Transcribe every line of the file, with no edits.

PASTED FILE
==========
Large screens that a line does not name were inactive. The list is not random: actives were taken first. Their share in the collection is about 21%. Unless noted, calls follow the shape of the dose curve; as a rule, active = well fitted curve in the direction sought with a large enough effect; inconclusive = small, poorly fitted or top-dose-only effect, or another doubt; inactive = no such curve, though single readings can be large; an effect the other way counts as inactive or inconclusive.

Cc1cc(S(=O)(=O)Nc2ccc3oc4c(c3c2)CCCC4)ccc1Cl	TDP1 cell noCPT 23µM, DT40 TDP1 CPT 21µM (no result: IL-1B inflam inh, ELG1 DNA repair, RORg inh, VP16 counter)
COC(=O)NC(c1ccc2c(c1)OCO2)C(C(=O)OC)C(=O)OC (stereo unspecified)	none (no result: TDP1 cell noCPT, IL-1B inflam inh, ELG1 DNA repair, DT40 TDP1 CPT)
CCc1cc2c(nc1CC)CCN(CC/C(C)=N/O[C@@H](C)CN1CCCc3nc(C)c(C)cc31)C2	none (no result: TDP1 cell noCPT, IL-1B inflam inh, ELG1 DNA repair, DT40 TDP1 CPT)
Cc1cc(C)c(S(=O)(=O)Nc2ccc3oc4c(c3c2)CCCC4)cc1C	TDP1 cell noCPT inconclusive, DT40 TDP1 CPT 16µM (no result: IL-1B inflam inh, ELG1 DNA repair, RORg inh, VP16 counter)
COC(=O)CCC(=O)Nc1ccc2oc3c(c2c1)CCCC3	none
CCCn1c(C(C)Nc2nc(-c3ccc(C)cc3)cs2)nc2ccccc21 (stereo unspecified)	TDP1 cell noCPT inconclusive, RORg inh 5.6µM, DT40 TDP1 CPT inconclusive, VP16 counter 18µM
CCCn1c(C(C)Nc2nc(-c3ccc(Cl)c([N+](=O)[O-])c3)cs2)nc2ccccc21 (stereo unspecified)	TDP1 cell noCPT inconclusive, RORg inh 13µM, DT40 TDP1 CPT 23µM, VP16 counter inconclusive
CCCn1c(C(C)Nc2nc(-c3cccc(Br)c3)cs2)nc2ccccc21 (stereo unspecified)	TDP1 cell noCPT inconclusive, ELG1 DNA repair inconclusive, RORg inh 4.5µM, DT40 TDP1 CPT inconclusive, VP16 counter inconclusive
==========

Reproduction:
Large screens that a line does not name were inactive. The list is not random: actives were taken first. Their share in the collection is about 21%. Unless noted, calls follow the shape of the dose curve; as a rule, active = well fitted curve in the direction sought with a large enough effect; inconclusive = small, poorly fitted or top-dose-only effect, or another doubt; inactive = no such curve, though single readings can be large; an effect the other way counts as inactive or inconclusive.

Cc1cc(S(=O)(=O)Nc2ccc3oc4c(c3c2)CCCC4)ccc1Cl	TDP1 cell noCPT 23µM, DT40 TDP1 CPT 21µM (no result: IL-1B inflam inh, ELG1 DNA repair, RORg inh, VP16 counter)
COC(=O)NC(c1ccc2c(c1)OCO2)C(C(=O)OC)C(=O)OC (stereo unspecified)	none (no result: TDP1 cell noCPT, IL-1B inflam inh, ELG1 DNA repair, DT40 TDP1 CPT)
CCc1cc2c(nc1CC)CCN(CC/C(C)=N/O[C@@H](C)CN1CCCc3nc(C)c(C)cc31)C2	none (no result: TDP1 cell noCPT, IL-1B inflam inh, ELG1 DNA repair, DT40 TDP1 CPT)
Cc1cc(C)c(S(=O)(=O)Nc2ccc3oc4c(c3c2)CCCC4)cc1C	TDP1 cell noCPT inconclusive, DT40 TDP1 CPT 16µM (no result: IL-1B inflam inh, ELG1 DNA repair, RORg inh, VP16 counter)
COC(=O)CCC(=O)Nc1ccc2oc3c(c2c1)CCCC3	none
CCCn1c(C(C)Nc2nc(-c3ccc(C)cc3)cs2)nc2ccccc21 (stereo unspecified)	TDP1 cell noCPT inconclusive, RORg inh 5.6µM, DT40 TDP1 CPT inconclusive, VP16 counter 18µM
CCCn1c(C(C)Nc2nc(-c3ccc(Cl)c([N+](=O)[O-])c3)cs2)nc2ccccc21 (stereo unspecified)	TDP1 cell noCPT inconclusive, RORg inh 13µM, DT40 TDP1 CPT 23µM, VP16 counter inconclusive
CCCn1c(C(C)Nc2nc(-c3cccc(Br)c3)cs2)nc2ccccc21 (stereo unspecified)	TDP1 cell noCPT inconclusive, ELG1 DNA repair inconclusive, RORg inh 4.5µM, DT40 TDP1 CPT inconclusive, VP16 counter inconclusive